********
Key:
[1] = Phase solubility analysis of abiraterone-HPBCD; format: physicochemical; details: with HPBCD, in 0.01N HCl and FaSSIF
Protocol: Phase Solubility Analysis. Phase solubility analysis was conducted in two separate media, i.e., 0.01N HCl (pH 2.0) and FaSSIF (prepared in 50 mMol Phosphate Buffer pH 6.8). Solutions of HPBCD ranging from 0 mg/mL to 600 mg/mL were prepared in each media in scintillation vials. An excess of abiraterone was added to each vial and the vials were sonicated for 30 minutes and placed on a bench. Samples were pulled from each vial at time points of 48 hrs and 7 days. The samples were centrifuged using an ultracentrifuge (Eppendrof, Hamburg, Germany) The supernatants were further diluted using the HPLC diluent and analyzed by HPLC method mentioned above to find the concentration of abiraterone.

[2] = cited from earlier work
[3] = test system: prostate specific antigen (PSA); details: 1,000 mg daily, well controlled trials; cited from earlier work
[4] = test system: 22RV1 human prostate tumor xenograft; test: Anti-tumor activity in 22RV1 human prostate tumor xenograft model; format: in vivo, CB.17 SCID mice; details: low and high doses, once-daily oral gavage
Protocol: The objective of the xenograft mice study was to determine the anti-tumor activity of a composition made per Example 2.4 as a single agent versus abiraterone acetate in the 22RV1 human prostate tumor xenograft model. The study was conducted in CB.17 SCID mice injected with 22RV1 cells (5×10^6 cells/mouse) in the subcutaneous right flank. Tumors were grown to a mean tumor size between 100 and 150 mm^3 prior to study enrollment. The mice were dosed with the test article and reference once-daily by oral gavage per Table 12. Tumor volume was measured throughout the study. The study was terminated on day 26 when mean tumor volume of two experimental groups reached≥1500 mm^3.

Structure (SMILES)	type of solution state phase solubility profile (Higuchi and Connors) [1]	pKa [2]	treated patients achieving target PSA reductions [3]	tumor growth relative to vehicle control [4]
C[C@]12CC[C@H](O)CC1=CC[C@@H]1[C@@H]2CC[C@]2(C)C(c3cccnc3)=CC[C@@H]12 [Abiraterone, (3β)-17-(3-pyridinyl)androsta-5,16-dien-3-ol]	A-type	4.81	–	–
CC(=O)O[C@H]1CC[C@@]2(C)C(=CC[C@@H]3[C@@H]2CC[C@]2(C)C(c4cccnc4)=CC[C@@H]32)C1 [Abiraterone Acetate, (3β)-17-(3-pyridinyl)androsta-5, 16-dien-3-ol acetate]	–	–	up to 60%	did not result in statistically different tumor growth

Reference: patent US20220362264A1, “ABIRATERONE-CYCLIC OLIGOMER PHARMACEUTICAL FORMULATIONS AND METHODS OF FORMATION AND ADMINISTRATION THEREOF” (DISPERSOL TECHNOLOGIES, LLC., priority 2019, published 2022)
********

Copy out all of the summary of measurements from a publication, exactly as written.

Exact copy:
Key:
[1] = Phase solubility analysis of abiraterone-HPBCD; format: physicochemical; details: with HPBCD, in 0.01N HCl and FaSSIF
Protocol: Phase Solubility Analysis. Phase solubility analysis was conducted in two separate media, i.e., 0.01N HCl (pH 2.0) and FaSSIF (prepared in 50 mMol Phosphate Buffer pH 6.8). Solutions of HPBCD ranging from 0 mg/mL to 600 mg/mL were prepared in each media in scintillation vials. An excess of abiraterone was added to each vial and the vials were sonicated for 30 minutes and placed on a bench. Samples were pulled from each vial at time points of 48 hrs and 7 days. The samples were centrifuged using an ultracentrifuge (Eppendrof, Hamburg, Germany) The supernatants were further diluted using the HPLC diluent and analyzed by HPLC method mentioned above to find the concentration of abiraterone.

[2] = cited from earlier work
[3] = test system: prostate specific antigen (PSA); details: 1,000 mg daily, well controlled trials; cited from earlier work
[4] = test system: 22RV1 human prostate tumor xenograft; test: Anti-tumor activity in 22RV1 human prostate tumor xenograft model; format: in vivo, CB.17 SCID mice; details: low and high doses, once-daily oral gavage
Protocol: The objective of the xenograft mice study was to determine the anti-tumor activity of a composition made per Example 2.4 as a single agent versus abiraterone acetate in the 22RV1 human prostate tumor xenograft model. The study was conducted in CB.17 SCID mice injected with 22RV1 cells (5×10^6 cells/mouse) in the subcutaneous right flank. Tumors were grown to a mean tumor size between 100 and 150 mm^3 prior to study enrollment. The mice were dosed with the test article and reference once-daily by oral gavage per Table 12. Tumor volume was measured throughout the study. The study was terminated on day 26 when mean tumor volume of two experimental groups reached≥1500 mm^3.

Structure (SMILES)	type of solution state phase solubility profile (Higuchi and Connors) [1]	pKa [2]	treated patients achieving target PSA reductions [3]	tumor growth relative to vehicle control [4]
C[C@]12CC[C@H](O)CC1=CC[C@@H]1[C@@H]2CC[C@]2(C)C(c3cccnc3)=CC[C@@H]12 [Abiraterone, (3β)-17-(3-pyridinyl)androsta-5,16-dien-3-ol]	A-type	4.81	–	–
CC(=O)O[C@H]1CC[C@@]2(C)C(=CC[C@@H]3[C@@H]2CC[C@]2(C)C(c4cccnc4)=CC[C@@H]32)C1 [Abiraterone Acetate, (3β)-17-(3-pyridinyl)androsta-5, 16-dien-3-ol acetate]	–	–	up to 60%	did not result in statistically different tumor growth

Reference: patent US20220362264A1, “ABIRATERONE-CYCLIC OLIGOMER PHARMACEUTICAL FORMULATIONS AND METHODS OF FORMATION AND ADMINISTRATION THEREOF” (DISPERSOL TECHNOLOGIES, LLC., priority 2019, published 2022)